 Journal: Nature Reviews Gastroenterology & Hepatology
 Institution(s): Technische Universität München, Munich, Germany
 Corresponding author(s): Güralp Ceyhan
 Major finding: Pancreatic nerves undergo prominent alterations during the evolution and progression
of human chronic pancreatitis and pancreatic cancer. The present Review discusses novel
possibilities for mechanistically uncovering the role of the nervous system in pancreatic disease
progression.


Pancreatic Cell News
http://www.pancreaticcellnews.com/issue/volume-6-41-oct-20/
Pancreatic Cell News joined the Connexon Creative family of newsletters in the spring of 2010, providing
scientists and medical professionals with weekly updates on pancreatic cancer, pancreatitis and diabetes
research at the cellular level.


ETIOLOGY


Analysis of heritability and shared heritability based on genome-wide association studies for
thirteen cancer types
http://www.ncbi.nlm.nih.gov/pubmed/26464424
 Journal: Journal of the National Cancer Institute
 Institution(s): National Cancer Institute, Bethesda, MD and others
 Corresponding author(s): Joshua Sampson or Nilanjan Chatterjee
 Pancreatic Cancer Action Network-affiliated authors:
o Michael Goggins, MD: PI, 2013 Skip Viragh – Inaugural Research Acceleration Network
Grant
o Gloria Petersen, PhD: member, Scientific and Medical Advisory Board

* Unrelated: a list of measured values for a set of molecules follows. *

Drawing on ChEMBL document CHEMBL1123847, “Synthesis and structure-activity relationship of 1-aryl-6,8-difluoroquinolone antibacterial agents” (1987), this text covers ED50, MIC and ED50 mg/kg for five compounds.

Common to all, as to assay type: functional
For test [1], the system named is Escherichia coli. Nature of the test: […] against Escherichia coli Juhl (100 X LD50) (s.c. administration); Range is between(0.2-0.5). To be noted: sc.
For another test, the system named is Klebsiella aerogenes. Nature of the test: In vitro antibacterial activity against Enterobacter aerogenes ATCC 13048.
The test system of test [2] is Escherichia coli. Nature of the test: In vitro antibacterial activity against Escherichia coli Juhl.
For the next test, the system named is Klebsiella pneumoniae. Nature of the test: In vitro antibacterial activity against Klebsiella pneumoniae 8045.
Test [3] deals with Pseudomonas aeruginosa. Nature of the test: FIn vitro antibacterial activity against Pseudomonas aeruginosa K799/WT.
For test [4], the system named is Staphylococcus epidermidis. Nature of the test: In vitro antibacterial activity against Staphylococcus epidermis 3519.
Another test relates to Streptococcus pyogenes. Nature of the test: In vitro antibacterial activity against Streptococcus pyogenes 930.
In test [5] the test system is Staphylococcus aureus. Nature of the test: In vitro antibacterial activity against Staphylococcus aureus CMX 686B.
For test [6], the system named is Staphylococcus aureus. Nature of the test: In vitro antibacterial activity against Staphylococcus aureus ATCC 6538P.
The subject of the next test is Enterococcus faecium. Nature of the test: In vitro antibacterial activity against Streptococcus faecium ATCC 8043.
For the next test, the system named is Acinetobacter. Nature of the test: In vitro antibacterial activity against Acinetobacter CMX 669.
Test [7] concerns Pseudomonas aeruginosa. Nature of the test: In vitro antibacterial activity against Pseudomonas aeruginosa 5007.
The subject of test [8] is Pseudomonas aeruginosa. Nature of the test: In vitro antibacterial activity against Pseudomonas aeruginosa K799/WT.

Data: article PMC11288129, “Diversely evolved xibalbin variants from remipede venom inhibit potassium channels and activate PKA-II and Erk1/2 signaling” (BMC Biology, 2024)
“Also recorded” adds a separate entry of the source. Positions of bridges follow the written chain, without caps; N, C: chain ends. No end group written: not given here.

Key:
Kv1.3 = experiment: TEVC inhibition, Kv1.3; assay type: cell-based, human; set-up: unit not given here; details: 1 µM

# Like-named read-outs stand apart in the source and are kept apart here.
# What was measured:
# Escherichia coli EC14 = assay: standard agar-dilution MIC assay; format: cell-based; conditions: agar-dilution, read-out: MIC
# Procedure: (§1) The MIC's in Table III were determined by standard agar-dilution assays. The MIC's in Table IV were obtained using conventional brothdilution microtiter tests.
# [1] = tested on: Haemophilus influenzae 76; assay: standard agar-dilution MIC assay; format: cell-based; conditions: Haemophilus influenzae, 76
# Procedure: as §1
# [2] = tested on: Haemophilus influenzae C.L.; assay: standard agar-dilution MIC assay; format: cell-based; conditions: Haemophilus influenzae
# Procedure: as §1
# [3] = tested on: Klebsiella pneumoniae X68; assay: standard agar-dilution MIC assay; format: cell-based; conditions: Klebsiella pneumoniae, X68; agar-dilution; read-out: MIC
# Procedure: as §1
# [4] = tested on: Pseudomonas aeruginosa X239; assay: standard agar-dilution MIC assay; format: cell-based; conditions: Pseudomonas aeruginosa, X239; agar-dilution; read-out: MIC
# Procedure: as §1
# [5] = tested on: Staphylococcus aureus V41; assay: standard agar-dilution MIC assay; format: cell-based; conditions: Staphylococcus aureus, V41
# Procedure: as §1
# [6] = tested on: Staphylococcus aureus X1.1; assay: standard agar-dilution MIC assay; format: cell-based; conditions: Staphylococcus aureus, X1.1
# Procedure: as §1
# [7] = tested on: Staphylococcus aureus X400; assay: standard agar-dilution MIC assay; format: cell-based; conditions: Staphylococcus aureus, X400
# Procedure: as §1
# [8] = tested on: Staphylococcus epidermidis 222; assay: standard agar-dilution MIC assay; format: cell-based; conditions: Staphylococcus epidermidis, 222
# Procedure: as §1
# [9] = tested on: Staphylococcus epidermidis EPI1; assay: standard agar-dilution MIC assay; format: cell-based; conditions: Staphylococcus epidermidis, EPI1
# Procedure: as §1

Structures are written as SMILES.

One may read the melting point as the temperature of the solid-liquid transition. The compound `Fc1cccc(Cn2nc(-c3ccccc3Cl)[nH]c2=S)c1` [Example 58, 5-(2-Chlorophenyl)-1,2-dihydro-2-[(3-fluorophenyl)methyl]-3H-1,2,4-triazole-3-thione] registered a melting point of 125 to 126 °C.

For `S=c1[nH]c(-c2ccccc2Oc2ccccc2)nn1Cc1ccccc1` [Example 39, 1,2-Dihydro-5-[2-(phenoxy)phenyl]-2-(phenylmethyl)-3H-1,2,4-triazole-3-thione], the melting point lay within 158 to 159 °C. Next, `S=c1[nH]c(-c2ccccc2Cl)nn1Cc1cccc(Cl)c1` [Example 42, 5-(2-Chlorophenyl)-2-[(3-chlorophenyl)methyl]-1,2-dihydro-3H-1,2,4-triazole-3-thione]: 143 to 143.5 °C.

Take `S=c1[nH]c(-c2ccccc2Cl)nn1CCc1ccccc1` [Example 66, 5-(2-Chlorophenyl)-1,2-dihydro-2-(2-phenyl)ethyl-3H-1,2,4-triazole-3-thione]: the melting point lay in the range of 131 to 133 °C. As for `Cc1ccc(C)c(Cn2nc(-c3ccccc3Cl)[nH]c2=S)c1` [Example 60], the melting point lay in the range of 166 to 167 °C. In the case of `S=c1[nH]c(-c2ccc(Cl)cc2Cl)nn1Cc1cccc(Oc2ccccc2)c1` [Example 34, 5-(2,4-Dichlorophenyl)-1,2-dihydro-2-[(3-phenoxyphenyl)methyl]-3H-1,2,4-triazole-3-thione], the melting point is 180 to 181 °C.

 Major finding: The authors aimed to estimate the heritability and genetic correlation attributable to the
additive effects of common single-nucleotide polymorphisms (SNPs) for cancer at 13 anatomical
sites. The authors’ results provide important insights into the genetic architecture of cancers and
suggest new avenues for investigation.


Prevalence of pathogenic mutations in cancer predisposition genes among pancreatic cancer
patients
http://www.ncbi.nlm.nih.gov/pubmed/26483394
 Journal: Cancer Epidemiology, Biomarkers & Prevention
 Institution(s): Mayo Clinic, Rochester, MN
 Corresponding author(s): Fergus Couch
 Pancreatic Cancer Action Network-affiliated author: Gloria Petersen, PhD: member, Scientific and
Medical Advisory Board
 Major finding: The authors’ results suggest that a substantial proportion of patients with pancreatic
ductal adenocarcinoma carry germline mutations in predisposition genes associated with other
cancers, and that a better understanding of pancreatic cancer risk will depend on evaluation of